Vernon, B.C. society sets up ADHD lending library to support families

Click to play video: 'Vernon charity sets up ADHD library to support families'
Vernon charity sets up ADHD library to support families
New resources are now available for Vernon families of children living with ADHD. A local charity has set up an ADHD specific lending library. The initiative comes as the society is seeing an increase in demand for ADHD supports – Sep 15, 2022

New resources are now available for Vernon, B.C., families of children living with ADHD.

The North Okanagan Youth and Family Services Society (NOYFSS) in Vernon has set up an ADHD-specific lending library.

“We have a lot of self-help books. We have a lot of kids books. I love the kids books because they help to break down what ADHD is so it really helps children to understand what’s going on for them,” said Samantha Symons, an ADHD child and family counsellor for NOYFSS.

The new initiative is meant to be an extension of the other services the local charity offers for kids with ADHD and their families.

It’s being established as the organization is seeing a growing demand for ADHD services.

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“We don’t have enough services in our communities to actually help support parents in really understanding what the diagnosis means, [and] how we can support kids that are struggling with ADHD symptoms,” said Symons.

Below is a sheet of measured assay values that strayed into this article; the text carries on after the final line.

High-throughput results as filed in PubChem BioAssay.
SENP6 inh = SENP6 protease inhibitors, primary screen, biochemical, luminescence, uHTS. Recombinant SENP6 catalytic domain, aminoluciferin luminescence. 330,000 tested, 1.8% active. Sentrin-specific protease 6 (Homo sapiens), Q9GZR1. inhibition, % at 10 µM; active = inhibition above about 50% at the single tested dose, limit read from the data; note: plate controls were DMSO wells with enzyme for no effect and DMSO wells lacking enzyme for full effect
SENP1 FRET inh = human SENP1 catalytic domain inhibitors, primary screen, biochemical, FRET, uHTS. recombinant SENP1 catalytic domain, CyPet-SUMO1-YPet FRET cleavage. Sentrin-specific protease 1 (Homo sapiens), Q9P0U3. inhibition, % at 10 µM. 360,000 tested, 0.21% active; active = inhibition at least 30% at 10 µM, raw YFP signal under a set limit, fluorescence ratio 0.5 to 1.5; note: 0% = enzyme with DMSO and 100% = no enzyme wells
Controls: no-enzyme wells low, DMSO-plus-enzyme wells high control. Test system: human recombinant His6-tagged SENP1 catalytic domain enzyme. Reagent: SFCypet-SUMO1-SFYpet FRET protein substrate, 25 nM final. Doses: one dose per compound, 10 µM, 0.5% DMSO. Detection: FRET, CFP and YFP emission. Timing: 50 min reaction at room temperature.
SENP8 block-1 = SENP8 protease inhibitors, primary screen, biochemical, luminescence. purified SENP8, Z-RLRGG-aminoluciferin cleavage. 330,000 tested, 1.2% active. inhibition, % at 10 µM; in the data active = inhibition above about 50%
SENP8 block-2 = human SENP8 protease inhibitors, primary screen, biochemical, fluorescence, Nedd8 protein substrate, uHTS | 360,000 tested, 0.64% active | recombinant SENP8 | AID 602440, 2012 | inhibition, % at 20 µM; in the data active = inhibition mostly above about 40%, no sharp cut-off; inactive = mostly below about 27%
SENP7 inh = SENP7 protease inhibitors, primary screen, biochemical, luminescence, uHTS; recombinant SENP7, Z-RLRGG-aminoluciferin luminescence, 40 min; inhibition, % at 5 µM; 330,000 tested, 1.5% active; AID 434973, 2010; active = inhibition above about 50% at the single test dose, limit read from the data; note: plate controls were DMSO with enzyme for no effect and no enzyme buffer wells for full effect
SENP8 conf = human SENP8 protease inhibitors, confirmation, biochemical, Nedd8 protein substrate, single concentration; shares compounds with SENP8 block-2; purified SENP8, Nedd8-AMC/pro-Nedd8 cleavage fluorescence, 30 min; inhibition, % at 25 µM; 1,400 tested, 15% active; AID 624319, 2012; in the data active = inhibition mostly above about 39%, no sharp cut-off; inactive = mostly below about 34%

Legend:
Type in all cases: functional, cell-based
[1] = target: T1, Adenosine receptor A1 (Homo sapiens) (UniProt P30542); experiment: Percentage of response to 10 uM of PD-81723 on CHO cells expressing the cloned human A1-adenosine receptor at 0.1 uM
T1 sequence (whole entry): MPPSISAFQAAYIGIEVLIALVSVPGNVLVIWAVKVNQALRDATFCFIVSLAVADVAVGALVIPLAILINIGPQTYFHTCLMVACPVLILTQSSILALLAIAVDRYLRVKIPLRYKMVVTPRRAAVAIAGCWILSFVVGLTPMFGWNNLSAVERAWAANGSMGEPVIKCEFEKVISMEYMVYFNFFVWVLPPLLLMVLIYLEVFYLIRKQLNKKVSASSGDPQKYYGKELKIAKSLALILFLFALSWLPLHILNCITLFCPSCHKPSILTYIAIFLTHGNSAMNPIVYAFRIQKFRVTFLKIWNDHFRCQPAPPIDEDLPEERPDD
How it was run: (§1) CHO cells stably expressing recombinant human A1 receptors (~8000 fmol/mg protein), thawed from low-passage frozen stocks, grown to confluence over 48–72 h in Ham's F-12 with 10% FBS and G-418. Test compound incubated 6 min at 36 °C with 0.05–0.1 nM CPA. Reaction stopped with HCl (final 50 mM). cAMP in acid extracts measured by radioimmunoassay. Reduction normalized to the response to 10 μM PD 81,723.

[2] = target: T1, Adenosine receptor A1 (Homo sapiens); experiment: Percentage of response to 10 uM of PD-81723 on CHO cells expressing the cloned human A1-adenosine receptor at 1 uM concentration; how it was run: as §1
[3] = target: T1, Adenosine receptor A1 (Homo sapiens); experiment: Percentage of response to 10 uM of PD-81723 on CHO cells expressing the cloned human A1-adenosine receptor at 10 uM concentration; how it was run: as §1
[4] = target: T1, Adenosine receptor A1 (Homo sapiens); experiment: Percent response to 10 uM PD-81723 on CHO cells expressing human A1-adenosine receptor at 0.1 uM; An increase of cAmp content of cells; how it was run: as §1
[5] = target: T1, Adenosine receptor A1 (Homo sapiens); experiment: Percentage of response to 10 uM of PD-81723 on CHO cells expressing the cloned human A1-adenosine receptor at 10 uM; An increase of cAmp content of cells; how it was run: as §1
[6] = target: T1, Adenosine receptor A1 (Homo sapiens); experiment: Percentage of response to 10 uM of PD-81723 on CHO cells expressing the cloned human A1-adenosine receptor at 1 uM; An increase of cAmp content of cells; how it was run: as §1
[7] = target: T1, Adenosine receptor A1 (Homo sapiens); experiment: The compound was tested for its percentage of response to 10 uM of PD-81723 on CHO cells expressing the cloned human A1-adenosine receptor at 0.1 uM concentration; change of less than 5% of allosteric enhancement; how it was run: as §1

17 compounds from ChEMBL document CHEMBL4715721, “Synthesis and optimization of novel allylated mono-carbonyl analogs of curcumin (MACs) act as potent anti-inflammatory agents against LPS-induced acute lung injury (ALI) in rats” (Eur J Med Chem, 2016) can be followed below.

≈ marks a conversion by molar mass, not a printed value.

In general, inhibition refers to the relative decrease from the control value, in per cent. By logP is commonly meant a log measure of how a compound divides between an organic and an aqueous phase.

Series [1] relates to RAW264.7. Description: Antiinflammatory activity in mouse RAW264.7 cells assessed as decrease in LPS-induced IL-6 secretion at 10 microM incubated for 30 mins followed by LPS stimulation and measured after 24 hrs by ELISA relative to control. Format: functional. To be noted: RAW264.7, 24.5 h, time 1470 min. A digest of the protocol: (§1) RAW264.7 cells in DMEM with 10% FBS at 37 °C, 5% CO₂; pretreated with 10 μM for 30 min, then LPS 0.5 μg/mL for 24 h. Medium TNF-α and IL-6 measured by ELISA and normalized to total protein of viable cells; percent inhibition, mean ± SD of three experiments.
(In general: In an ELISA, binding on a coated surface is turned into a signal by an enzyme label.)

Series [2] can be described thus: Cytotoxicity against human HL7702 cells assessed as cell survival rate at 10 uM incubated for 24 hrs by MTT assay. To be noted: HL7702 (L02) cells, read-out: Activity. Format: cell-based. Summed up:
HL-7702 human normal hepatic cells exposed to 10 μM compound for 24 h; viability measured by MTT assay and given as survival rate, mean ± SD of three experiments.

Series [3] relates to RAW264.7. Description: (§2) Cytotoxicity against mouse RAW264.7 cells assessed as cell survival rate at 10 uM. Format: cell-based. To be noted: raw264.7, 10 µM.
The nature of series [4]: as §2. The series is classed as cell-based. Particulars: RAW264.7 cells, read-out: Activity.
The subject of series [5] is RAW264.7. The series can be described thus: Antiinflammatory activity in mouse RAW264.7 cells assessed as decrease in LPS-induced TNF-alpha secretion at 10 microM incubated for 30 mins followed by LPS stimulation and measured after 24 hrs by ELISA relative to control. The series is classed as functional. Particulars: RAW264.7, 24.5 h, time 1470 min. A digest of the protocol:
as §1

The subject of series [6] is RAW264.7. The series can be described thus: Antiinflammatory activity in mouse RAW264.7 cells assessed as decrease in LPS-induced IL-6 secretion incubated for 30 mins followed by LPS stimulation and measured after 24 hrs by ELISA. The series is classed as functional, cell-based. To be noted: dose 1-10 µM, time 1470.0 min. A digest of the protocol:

The hope is that families can access a wealth of material on ADHD without having to buy all the books themselves.

“Often kids with ADHD, you don’t know what they are going to connect to, you don’t know what is going to work for them. So to be able to borrow these resources and then bring them back and maybe try something else is really going to help a lot of families,” said NOYFSS communications coordinator Vicki Proulx.

The lending library was made possible by a $3,000 grant from Interior Savings.

“This program has been a huge passion for me. I think this is a great step to really helping families understand ADHD and really to be able to connect with community members about what is ADHD and how can we support our kids,” Symons said.

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“It is not about being different, it is just about learning differently.”

The society stresses you don’t need to be in crisis to access their services and anyone seeking support for children with ADHD can contact the charity directly.

Click to play video: 'Why ADHD diagnosis for adults can be so pivotal'
Why ADHD diagnosis for adults can be so pivotal

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